The mirror at the vanity showed her severe look. Two tight, thick cornrows hugged her head and tapered to her waist, glued at the ends instead of held with elastics — longer than her hair had ever been. Inky black eyeliner winged her eyes to her hairline; her lips as blood red as the dress she’d removed.
The tap hissed and gurgled when Sophia opened it. When the pipes groaned, she shut it off and stood motionless, listening with a pounding heart. She opened the faucet again gently, holding her breath until the splutter became a rusty stream. When it ran clear, she scrubbed her face with a wet paper towel and hand soap from the counter.
Since Josh hadn’t come back by the time she patted her face dry, she abandoned her plan to unbraid her hair and opened the door a crack. The shadowy gallery displayed its exhibit of dangling human forms, pockmarked along the walls with black recesses, but no sign of Josh. The door swung closed, muffling the music and ghosts outside. Josh would be back. He’d find a phone and call someone to get them. Not that she couldn’t call someone herself; she’d conjure one of those annoying collect call jingles since whoever had brought her to the museum and changed her clothes had also stolen her purse.
Considering the late hour — or what she assumed was late since she hadn’t seen a clock since she’d woken, and the concert had ended at ten — calling anyone other than the police could be risky. Sophia’s parents lived in Westchester and would pick her up regardless of the hour, but not without a stern lecture about taking more responsibility for her newfound adult freedom. She was twenty-five: young enough to be stupid, old enough to know better.
“You’re a college graduate, for godsakes,” her dad would say with mom silently fuming in the passenger seat. “Makes me wonder how you got through that by yourself.”
Her roommate in Queens was basically a stranger with whom Sophia cohabited. The ten-by-ten bedroom cost five hundred a month, which included a personal mini fridge, access to the shared bathroom, no pets, and no male visitors. It wasn’t that Ms Nina was unkind or wouldn’t help, but calling her would be confiding in a stranger, and might jeopardize Sophia’s room and board.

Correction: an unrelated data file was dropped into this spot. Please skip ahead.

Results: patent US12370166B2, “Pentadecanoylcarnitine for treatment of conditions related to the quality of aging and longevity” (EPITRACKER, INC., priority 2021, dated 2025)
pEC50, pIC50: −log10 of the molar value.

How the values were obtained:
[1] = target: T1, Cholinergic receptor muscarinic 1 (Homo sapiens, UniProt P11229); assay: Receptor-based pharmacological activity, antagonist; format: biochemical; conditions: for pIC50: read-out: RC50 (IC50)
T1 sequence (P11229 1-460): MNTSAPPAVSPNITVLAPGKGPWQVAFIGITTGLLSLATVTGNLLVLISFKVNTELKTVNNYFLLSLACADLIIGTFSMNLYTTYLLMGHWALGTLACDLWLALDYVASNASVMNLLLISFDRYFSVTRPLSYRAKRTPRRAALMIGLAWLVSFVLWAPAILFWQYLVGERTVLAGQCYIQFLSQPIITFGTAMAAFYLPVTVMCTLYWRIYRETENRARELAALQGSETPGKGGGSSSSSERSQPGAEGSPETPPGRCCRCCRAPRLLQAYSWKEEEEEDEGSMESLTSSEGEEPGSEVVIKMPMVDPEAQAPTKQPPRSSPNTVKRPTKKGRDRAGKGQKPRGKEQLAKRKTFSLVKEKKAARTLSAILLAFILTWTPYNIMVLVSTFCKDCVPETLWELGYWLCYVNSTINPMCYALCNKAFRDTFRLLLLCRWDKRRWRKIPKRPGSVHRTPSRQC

No. Either she or Joshua would call the police, log their alleged kidnapping, and from there Sophia would take the subway home. No one had to know.
With a deep breath, she left the restroom. She couldn’t wait all night for Josh to rescue her. The music was atmosphere; the exhibit was made of mannequins, not spirits. No monsters under the bed. If all the lights were on, nothing in the building would be creepy.
The cry in the distance was.
The voice came from the darkest end of the gallery. The person didn’t say anything intelligible, but it was definitely a man. Definitely live. Definitely in trouble.
“Josh!” she called. Before a reply came, she was already running toward the opening.
“Come back here, goddamn it,” a man shouted.
Darkness enveloped Sophia. She stopped as her hands found drapes of fabric.
“Josh?” She let go of the silky pleats and blindly toed around a large pedestal. “I can’t see.”
“He has a torch,” a man with an Indian accent said.
“Who’s there?” Sophia whispered. Behind her, the gallery was comparatively bright; if she returned there, she could see the stranger approach, but in turn lose her cloak.
“Please, help me. I need help!” His voice grew exponentially frantic with every word.
“I can’t see! What do I do?”
“The torch!” he screamed.
Sophia did a frantic visual sweep of the black room. When she felt around the pedestal, a muted light shone on the floor, dampened by something soft. She knelt and cautiously tapped the floor with her fingers, gasping when she touched a person. She pulled the flashlight from under the man and landed on her butt.
With the light swung forward, she found Josh lying prone on the floor, slowly moving his hand to his bruised forehead.
“Are you okay?” Sophia asked. “What happened? What’s going on?”
“Someone’s bleeding,” Josh said, pulling himself up to lean against the pedestal.
“What happened to you?” she asked, cradling the flashlight to her chest and shrinking beside Josh.
“Don’t worry about me. He’s back there,” Josh said. “I can’t do it. I’m sorry.”
“Somebody please!” the man cried.
Sophia crawled around the pedestal until her light caught a man lying hunched against the far wall, covered in blood and trembling. He clutched his abdomen amid a tangle of fake branches, grasses, and gravestones. Streaks of black-red marked his face, arms and bare chest.
A sports car was accordioned beside him against the wall.
Black clouds swam into Sophia’s vision and she understood why Josh was rattled.